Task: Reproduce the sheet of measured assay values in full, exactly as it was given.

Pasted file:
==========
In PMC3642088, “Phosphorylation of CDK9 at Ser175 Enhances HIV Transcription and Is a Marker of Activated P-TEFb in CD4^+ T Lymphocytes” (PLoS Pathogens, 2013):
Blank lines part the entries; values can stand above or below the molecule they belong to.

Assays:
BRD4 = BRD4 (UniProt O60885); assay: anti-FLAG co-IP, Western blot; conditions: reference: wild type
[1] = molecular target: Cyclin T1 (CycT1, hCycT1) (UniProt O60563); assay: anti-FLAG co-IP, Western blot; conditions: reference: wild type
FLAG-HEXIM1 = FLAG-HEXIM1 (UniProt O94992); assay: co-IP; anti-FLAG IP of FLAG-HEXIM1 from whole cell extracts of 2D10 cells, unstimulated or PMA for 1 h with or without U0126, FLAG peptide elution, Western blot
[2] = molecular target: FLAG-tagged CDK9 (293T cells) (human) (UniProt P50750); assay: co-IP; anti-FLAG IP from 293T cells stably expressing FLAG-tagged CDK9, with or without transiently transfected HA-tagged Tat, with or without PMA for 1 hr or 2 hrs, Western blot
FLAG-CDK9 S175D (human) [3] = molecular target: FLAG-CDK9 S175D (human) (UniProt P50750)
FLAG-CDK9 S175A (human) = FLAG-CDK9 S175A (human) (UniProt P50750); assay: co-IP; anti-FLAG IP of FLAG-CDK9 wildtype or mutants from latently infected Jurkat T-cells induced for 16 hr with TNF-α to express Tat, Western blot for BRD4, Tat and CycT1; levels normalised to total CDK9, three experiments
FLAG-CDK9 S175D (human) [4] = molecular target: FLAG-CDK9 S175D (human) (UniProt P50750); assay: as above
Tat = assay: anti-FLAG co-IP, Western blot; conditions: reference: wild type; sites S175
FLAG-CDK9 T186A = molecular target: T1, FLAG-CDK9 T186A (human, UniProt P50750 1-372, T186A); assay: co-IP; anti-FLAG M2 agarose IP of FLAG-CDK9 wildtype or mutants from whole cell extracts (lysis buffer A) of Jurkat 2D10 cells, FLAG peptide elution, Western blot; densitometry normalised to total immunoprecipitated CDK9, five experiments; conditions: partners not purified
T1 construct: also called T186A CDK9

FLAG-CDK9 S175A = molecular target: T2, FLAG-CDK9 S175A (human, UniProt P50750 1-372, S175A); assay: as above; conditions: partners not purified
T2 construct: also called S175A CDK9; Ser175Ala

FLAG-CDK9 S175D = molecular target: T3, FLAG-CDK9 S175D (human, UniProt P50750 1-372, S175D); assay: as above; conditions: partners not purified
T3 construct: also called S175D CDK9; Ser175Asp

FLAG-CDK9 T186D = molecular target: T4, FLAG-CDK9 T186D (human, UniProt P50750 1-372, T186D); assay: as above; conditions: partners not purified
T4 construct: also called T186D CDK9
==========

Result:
In PMC3642088, “Phosphorylation of CDK9 at Ser175 Enhances HIV Transcription and Is a Marker of Activated P-TEFb in CD4^+ T Lymphocytes” (PLoS Pathogens, 2013):
Blank lines part the entries; values can stand above or below the molecule they belong to.

Assays:
BRD4 = BRD4 (UniProt O60885); assay: anti-FLAG co-IP, Western blot; conditions: reference: wild type
[1] = molecular target: Cyclin T1 (CycT1, hCycT1) (UniProt O60563); assay: anti-FLAG co-IP, Western blot; conditions: reference: wild type
FLAG-HEXIM1 = FLAG-HEXIM1 (UniProt O94992); assay: co-IP; anti-FLAG IP of FLAG-HEXIM1 from whole cell extracts of 2D10 cells, unstimulated or PMA for 1 h with or without U0126, FLAG peptide elution, Western blot
[2] = molecular target: FLAG-tagged CDK9 (293T cells) (human) (UniProt P50750); assay: co-IP; anti-FLAG IP from 293T cells stably expressing FLAG-tagged CDK9, with or without transiently transfected HA-tagged Tat, with or without PMA for 1 hr or 2 hrs, Western blot
FLAG-CDK9 S175D (human) [3] = molecular target: FLAG-CDK9 S175D (human) (UniProt P50750)
FLAG-CDK9 S175A (human) = FLAG-CDK9 S175A (human) (UniProt P50750); assay: co-IP; anti-FLAG IP of FLAG-CDK9 wildtype or mutants from latently infected Jurkat T-cells induced for 16 hr with TNF-α to express Tat, Western blot for BRD4, Tat and CycT1; levels normalised to total CDK9, three experiments
FLAG-CDK9 S175D (human) [4] = molecular target: FLAG-CDK9 S175D (human) (UniProt P50750); assay: as above
Tat = assay: anti-FLAG co-IP, Western blot; conditions: reference: wild type; sites S175
FLAG-CDK9 T186A = molecular target: T1, FLAG-CDK9 T186A (human, UniProt P50750 1-372, T186A); assay: co-IP; anti-FLAG M2 agarose IP of FLAG-CDK9 wildtype or mutants from whole cell extracts (lysis buffer A) of Jurkat 2D10 cells, FLAG peptide elution, Western blot; densitometry normalised to total immunoprecipitated CDK9, five experiments; conditions: partners not purified
T1 construct: also called T186A CDK9

FLAG-CDK9 S175A = molecular target: T2, FLAG-CDK9 S175A (human, UniProt P50750 1-372, S175A); assay: as above; conditions: partners not purified
T2 construct: also called S175A CDK9; Ser175Ala

FLAG-CDK9 S175D = molecular target: T3, FLAG-CDK9 S175D (human, UniProt P50750 1-372, S175D); assay: as above; conditions: partners not purified
T3 construct: also called S175D CDK9; Ser175Asp

FLAG-CDK9 T186D = molecular target: T4, FLAG-CDK9 T186D (human, UniProt P50750 1-372, T186D); assay: as above; conditions: partners not purified
T4 construct: also called T186D CDK9